Landlords required to draft, disclose smoking policy to tenants
A new law in Buffalo, New York creates more work for landlords.
There was little notice when the law went into effect this spring.
Landlords must now draft an additional disclosure document- one that lays out whether smoking is allowed on the rental property, and if so, where. The tenant must receive this disclosure before they sign. Landlords also must modify rental leases to track the new policy.
So why are landlords so happy to have this extra work?
In part, because legislators took the time to survey landlords and tenants alike before crafting the new rules. An eviction judge participated in the drafting of the law.
Litigation over second-hand smoking is rampant in Buffalo, most commonly in eviction cases. The courts consistently have shown leniency with tenants who wish to break their lease commitment because someone else in the building smokes. In fact, the cases have defined second-hand smoke as a hazard that destroys habitability – a legal term of art in constructive eviction cases.
The lawmakers are hopeful that this new language will quell a number of landlord-tenant disputes. Landlords in turn are happy because it could keep them out of court.
Landlords are also in favor of the law, not so much for what it says on its face, but what’s between the lines. The city falls short of dictating to a landlord whether to allow smoking, as this is still a legal activity. But clearly the intent is to encourage nonsmoking policies in rental housing. This is evidenced by the enthusiastic involvement of anti-tobacco associations in drafting the rules, and promoting some significant benefits to entice landlords to go smokeless:
Tenants favor nonsmoking rentals. Less than 1 in 5 adults smoke.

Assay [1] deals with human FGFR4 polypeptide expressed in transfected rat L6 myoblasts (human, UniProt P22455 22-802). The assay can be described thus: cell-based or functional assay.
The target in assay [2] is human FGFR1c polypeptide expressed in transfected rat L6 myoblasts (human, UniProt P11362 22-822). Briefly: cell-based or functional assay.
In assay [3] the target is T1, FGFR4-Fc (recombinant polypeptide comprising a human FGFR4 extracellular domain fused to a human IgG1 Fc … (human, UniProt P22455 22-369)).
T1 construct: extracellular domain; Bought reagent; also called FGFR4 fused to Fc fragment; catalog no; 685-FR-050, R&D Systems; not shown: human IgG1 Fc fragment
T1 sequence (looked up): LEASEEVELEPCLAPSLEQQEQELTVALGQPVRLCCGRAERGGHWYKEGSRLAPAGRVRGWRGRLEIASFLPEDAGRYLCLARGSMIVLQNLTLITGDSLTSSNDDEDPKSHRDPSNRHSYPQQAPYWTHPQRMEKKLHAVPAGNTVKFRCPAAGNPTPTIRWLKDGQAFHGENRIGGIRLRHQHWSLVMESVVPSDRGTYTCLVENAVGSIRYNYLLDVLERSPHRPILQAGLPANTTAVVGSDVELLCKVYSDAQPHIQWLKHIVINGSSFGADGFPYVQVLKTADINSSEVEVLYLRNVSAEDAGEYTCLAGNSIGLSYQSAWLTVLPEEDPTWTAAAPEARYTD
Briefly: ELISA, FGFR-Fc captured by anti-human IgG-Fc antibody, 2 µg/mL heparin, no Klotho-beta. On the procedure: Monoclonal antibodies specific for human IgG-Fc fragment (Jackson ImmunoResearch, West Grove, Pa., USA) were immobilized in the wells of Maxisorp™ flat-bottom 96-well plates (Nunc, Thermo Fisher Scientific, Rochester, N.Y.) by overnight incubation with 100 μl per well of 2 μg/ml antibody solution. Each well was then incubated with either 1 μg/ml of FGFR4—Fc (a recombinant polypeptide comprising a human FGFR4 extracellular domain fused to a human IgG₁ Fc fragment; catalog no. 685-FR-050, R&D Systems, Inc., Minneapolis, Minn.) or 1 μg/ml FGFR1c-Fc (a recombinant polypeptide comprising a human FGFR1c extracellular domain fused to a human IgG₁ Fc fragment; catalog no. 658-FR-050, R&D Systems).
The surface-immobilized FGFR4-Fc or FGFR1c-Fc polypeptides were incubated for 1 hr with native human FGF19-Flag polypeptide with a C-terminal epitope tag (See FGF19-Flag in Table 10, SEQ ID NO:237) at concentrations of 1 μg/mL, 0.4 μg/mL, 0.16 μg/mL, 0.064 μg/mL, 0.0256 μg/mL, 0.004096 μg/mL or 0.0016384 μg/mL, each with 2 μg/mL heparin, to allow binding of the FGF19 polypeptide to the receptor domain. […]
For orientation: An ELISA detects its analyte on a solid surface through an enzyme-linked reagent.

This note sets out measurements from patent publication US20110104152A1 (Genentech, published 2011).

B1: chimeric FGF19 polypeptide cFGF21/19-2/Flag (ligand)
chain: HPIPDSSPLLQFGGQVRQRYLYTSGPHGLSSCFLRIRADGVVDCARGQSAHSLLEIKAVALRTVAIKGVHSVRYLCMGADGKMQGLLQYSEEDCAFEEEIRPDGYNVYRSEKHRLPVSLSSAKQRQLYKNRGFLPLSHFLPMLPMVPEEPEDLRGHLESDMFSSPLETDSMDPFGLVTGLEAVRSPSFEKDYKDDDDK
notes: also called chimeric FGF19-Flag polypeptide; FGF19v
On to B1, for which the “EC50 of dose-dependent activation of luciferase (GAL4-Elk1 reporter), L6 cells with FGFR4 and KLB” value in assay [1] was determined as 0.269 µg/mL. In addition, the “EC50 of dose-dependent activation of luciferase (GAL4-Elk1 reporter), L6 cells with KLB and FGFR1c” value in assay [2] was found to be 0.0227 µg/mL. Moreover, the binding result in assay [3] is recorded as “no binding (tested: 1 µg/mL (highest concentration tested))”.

Tenants with a nonsmoking preference will pay higher rent.
There is an immediate reduction of risk of fire on the property.
Smoke-free properties are cheaper to maintain.
The same anti-tobacco groups have offered to provide sample disclosure statements for landlords to use. The Erie-Niagara Tobacco-Free Coalition has offered to reimburse landlords up to $500 for the cost of advertising a smoke-free building if they use the international no smoking logo or the phrase “No Smoking Allowed” in apartment rental ads.
This law comes on the heels of a number of important court cases, including several that have held that because second-hand smoke is known to cause illness and disease, including cancer, landlords can be held liable if a tenant gets sick due to second-hand smoke. Landlords can also be held liable for damage and injury due to smoke or fire.
Additionally, the New York Supreme Court has held recently that smoking is not a right and therefore smokers cannot sue for discrimination if a landlord goes smokeless. That opinion, coupled with the new rules, makes it clear that it is not against the law for a landlord to ban smoking and to refuse to rent to applicants who do not agree to abide by the policy. However, the new rules make it clear that tenants must be notified of the smoking ban at lease-signing or before.
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